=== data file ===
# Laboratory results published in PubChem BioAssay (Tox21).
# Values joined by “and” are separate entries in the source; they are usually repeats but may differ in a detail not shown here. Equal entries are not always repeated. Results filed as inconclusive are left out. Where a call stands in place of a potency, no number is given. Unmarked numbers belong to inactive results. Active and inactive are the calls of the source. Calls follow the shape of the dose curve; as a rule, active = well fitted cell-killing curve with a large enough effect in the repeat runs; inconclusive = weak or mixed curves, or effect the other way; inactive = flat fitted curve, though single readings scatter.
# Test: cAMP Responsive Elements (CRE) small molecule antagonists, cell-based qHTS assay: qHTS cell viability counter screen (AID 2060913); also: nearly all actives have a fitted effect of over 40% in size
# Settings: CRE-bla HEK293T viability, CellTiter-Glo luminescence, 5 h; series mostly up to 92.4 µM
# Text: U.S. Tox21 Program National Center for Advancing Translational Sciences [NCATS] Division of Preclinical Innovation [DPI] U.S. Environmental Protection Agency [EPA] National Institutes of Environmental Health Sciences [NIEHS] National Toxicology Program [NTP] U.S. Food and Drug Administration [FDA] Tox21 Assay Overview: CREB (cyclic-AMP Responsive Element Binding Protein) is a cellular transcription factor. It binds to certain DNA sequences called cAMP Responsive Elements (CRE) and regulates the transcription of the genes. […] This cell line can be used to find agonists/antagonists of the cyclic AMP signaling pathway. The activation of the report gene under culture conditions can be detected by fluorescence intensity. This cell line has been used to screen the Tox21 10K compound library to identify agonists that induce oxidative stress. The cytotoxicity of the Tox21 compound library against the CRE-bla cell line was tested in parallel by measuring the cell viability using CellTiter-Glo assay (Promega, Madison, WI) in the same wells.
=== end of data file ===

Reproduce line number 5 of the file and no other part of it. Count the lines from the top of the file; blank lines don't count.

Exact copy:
# Text: U.S. Tox21 Program National Center for Advancing Translational Sciences [NCATS] Division of Preclinical Innovation [DPI] U.S. Environmental Protection Agency [EPA] National Institutes of Environmental Health Sciences [NIEHS] National Toxicology Program [NTP] U.S. Food and Drug Administration [FDA] Tox21 Assay Overview: CREB (cyclic-AMP Responsive Element Binding Protein) is a cellular transcription factor. It binds to certain DNA sequences called cAMP Responsive Elements (CRE) and regulates the transcription of the genes. […] This cell line can be used to find agonists/antagonists of the cyclic AMP signaling pathway. The activation of the report gene under culture conditions can be detected by fluorescence intensity. This cell line has been used to screen the Tox21 10K compound library to identify agonists that induce oxidative stress. The cytotoxicity of the Tox21 compound library against the CRE-bla cell line was tested in parallel by measuring the cell viability using CellTiter-Glo assay (Promega, Madison, WI) in the same wells.